Cheap and convenient Cloud to change face of IT
Market research firm Gartnerexpects the global market for cloud-computing services to reach $176 billion this year which is still only 4% of all IT spending, but it is growing fast—as most other parts of the industry are stagnant or even declining— and by 2017 cloud spending will total $240 billion.(Image:cloudcomputing.com)
Financial analysts and many other expert observers of the information-technology (IT) industry will pay close attention when e-commerce giant Amazon releases its results for this year’s first three months, where, nearly a decade after it launched Amazon Web Services (AWS), the company will enlighten its shareholders about the size, growth and profitability of its cloud-computing business.
The announcement will also signal that cloud-computing has come of age such that AWS’s revenues are thought to have reached $5 billion in 2014 and growing at over 50% annually. Accordingly, analysts have already assigned AWS a valuation of $44 billion placing it in the same league as incumbent computer-makers such as Hewlett-Packard, which has a market capitalisation of $60 billion.
Market research firm Gartnerexpects the global market for cloud-computing services to reach $176 billion this year which is still only 4% of all IT spending, but it is growing fast—as most other parts of the industry are stagnant or even declining— and by 2017 cloud spending will total $240 billion.
Businesses are finding that the cost of putting their computing and data storage into the online cloud is getting ever cheaper, where in the past three years prices are down by around a quarter according to global financial services major Citigroup; and further significant falls look all but inevitable.
Then, the real question for cloud service providers is: “Will we ever make any money from this?”So far, all that many of them have done is run up losses due to difficulty in differentiating their products, thus the only competitive tool is to compete on price.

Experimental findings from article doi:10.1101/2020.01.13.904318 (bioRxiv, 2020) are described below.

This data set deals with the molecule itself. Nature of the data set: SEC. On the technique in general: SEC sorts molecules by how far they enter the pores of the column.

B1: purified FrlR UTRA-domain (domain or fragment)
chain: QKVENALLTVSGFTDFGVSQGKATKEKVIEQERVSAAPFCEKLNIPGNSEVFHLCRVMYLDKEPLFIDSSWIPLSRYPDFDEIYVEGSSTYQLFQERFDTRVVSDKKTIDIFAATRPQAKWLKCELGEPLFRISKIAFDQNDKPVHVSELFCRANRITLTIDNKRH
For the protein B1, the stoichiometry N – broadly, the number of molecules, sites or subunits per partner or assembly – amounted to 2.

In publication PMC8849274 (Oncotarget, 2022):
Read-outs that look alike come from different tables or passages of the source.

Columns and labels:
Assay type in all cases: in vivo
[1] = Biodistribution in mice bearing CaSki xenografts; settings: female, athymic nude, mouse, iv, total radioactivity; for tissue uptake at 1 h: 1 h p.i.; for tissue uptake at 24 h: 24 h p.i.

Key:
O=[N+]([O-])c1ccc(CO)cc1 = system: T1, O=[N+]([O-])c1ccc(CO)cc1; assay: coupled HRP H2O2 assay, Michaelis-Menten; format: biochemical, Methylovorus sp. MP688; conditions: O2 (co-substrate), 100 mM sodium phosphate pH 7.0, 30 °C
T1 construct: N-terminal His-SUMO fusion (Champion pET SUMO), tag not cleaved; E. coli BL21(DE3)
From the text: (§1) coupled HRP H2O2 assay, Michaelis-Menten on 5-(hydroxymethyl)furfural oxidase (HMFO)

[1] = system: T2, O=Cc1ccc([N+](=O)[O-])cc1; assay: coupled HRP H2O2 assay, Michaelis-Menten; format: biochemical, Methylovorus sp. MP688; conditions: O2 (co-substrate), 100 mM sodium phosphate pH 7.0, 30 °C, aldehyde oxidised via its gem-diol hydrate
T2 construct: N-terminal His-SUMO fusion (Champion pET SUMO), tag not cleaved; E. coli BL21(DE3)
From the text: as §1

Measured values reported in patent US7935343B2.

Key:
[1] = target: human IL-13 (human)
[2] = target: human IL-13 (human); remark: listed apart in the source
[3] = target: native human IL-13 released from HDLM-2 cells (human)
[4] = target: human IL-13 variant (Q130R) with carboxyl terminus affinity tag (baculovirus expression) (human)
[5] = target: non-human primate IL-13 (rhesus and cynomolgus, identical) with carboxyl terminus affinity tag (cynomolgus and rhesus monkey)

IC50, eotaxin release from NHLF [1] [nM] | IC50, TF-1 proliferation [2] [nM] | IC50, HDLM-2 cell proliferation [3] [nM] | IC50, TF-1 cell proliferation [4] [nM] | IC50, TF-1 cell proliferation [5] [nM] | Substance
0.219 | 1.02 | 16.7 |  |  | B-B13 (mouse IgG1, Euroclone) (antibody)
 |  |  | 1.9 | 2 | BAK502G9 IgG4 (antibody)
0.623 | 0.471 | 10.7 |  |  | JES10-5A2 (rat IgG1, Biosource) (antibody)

Just as airlines’and carmakers’losses are tourists’and motorists’gains, businesses and other organisations that make heavy use of IT services will enjoy big savings by increasingly rent ing processing power and storage space cheaply.
Companies have also put into the cloud many of what are called their “systems of engagement”, that is, the services that handle their interfaces with the public, such as smartphone apps. Any software that companies design for themselves—for instance, in “sharing economy”firms like taxi services major Uber—is increasingly being developed and tested in the cloud, as well as run there.
The again, although heavily regulated businessesmay be convinced by the cost advantages and convenience of moving their systems into the ever-cheaper cloud, they will have to persuade both their regulators and the insurers which cover them against any data leakages or system breakdowns.
Cloud geeks, legacy geeks
Today there are two kinds of IT firm: those native to the cloud, led by Amazon, on the one hand; and the incumbent sellers of hardware and software, on the other, which are struggling to adapt to the new age.
Software firms have to rewrite their applications so they can run in the cloud and move to business models in which they receive smaller, recurring subscription paymentssuch as Adobe, a maker of publishing software.
Adapting is going to be harder for makers of corporate computer hardware like HP and Dell given those now businesses will increasingly rent computing services in the cloud and they are increasingly designing their own servers by having them built by low-margin contract manufacturers, and for the software that is used to manage giant data centres, the trend is moving towards going for free, “open source”software instead of the paid-for variety.
Thus, computer-makers face a challenge choice today by either trying to establish a strong position in the cloud, or focusing on their legacy business.
To conclude on a Cloud-centric note, IT users can look forward to blue skies containing cheap and fluffy cumulus clouds while providers of online computing may be under a grey, drizzly stratus of low profitability and legacy makers of hardware and software should expect stormy cumulonimbus formations overhead.